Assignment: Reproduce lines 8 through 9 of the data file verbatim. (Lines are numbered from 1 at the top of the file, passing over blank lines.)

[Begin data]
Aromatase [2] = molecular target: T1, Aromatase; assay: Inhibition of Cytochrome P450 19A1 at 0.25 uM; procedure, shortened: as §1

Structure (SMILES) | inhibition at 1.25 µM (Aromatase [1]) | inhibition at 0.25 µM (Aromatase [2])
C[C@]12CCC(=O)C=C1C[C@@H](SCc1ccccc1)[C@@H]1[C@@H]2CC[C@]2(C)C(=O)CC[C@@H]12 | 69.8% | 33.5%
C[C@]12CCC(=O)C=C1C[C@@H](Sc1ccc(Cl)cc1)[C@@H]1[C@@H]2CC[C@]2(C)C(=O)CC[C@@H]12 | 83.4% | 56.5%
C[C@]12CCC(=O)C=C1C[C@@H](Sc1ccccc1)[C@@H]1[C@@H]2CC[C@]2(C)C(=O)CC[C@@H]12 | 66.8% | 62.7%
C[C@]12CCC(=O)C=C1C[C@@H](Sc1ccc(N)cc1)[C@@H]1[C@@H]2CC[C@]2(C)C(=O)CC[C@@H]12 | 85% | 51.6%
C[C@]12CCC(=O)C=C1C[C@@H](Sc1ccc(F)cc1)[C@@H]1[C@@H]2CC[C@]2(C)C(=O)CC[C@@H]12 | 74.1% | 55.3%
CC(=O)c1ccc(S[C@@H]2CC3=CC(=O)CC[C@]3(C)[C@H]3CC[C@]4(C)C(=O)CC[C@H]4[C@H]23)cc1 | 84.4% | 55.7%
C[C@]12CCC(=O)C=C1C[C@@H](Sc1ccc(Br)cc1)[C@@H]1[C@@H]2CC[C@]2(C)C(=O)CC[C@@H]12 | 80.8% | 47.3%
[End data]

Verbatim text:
CC(=O)c1ccc(S[C@@H]2CC3=CC(=O)CC[C@]3(C)[C@H]3CC[C@]4(C)C(=O)CC[C@H]4[C@H]23)cc1 | 84.4% | 55.7%
C[C@]12CCC(=O)C=C1C[C@@H](Sc1ccc(Br)cc1)[C@@H]1[C@@H]2CC[C@]2(C)C(=O)CC[C@@H]12 | 80.8% | 47.3%